Great War Theatre

Examiner of Plays' Summary:

Professor Blackhurst' professionally a man of science with a laboratory, is really a German spy and manufacturer of bombs on a large scale. He also has a ward whom he persecutes with his addresses. Jack Landon, a super-detective, gets admission to his house and makes love to the ward by way of comic relief. He is discovered by Blackhurst and the two fight all over the stage, this 'scrap', being the main excitement to the piece. Blackhurst is of course overcome and soldiers, opportunely arriving, arrest the other spies, his accomplices. It is well-meant, and such plays are in my opinion an innocent vent of public feeling, and taking as a precedent the play 'God Save the King' which was licensed last week I see no reason why this should not also be Recommended for License. G. S. Street

Researcher's Summary:

Although licensed as 'The Spy', this play was performed under the title 'The Spy Peril'. It was produced by Caryl Wilbur [real name Wilbur Chaplin Sharpe], who may have also been the author as well as the lead actor. After being seen in London in early September 1914, a 'new version' was announced ('The Stage', 24 September 1914). This included 'additional thrills' and a new act entitled 'The Daughters of Empire'. 'The Stage' notes that the play was booked for a tour of the London Theatres of Variety and had opened at the Ilford Hippodrome on Monday 21 September.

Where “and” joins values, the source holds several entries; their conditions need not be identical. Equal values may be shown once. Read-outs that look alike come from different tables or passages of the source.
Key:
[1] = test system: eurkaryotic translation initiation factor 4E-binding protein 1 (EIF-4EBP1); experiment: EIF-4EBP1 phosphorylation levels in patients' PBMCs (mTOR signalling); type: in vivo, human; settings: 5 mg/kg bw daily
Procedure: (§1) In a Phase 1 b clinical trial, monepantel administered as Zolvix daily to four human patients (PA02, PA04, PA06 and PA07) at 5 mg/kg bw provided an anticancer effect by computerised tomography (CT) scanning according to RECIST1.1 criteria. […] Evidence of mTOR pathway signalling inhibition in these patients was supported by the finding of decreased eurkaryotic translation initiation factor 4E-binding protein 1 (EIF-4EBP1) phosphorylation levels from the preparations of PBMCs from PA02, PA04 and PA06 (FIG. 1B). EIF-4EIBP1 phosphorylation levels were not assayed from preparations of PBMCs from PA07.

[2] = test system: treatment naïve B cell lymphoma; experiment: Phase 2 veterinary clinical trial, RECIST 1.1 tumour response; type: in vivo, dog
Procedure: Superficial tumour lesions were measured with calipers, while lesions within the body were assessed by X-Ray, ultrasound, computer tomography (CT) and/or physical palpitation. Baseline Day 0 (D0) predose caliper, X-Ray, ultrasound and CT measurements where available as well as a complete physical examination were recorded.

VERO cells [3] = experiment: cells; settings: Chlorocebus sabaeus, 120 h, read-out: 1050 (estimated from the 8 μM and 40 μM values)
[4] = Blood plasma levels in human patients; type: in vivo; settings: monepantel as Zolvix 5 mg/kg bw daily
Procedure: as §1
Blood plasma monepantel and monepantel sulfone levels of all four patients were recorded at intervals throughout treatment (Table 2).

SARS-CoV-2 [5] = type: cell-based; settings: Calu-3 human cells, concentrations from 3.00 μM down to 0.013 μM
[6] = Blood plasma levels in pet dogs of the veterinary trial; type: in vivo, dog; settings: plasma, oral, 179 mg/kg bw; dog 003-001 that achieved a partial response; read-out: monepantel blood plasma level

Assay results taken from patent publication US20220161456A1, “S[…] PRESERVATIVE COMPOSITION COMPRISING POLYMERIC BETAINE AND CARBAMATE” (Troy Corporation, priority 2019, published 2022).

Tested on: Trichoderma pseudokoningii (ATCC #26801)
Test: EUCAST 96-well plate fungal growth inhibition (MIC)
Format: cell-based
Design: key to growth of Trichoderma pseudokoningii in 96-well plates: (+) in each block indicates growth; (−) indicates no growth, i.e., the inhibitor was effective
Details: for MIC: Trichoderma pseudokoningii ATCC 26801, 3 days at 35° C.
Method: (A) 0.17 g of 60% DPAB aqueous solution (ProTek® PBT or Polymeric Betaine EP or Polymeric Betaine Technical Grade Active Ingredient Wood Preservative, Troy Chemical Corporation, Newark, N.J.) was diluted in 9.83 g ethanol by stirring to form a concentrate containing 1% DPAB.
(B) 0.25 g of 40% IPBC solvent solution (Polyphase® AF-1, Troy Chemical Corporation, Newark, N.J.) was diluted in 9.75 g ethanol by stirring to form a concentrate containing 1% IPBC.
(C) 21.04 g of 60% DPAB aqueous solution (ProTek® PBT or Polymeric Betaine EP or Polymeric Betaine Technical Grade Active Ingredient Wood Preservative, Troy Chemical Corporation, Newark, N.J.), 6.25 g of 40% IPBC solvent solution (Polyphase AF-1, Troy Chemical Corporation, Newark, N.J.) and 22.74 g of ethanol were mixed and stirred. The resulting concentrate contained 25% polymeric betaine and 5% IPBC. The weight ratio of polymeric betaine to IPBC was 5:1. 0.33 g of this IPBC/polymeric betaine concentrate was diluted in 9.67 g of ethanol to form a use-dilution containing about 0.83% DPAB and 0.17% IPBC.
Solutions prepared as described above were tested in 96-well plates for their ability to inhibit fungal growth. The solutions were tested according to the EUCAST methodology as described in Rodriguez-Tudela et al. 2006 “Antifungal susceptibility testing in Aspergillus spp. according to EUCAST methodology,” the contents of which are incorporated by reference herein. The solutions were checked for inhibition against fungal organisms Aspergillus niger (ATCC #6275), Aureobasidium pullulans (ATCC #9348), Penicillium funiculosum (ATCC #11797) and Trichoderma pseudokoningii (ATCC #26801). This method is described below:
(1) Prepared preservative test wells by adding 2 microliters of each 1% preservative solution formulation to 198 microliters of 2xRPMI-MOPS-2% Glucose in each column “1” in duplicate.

Licensed On: 21 Aug 1914

License Number: 2901



British Library Reference: LCP1914/28

British Library Classmark: Add MS 66076 A


24 Aug 1914 Alhambra, BradfordUnknown Licensed Performance
7 Sep 1914 Metropolitan Music Hall, LondonProfessional
Read Narrative
'A sketch apporpriate to the moment, excellently written and played, and just the right length [...] held the attention of the audience throughout on the first production at the Metropolitan on Monday, and was loudly applauded at curtain fall.' (The Era, 9 September 1914)
21 Sep 1914 Hippodrome, IlfordProfessional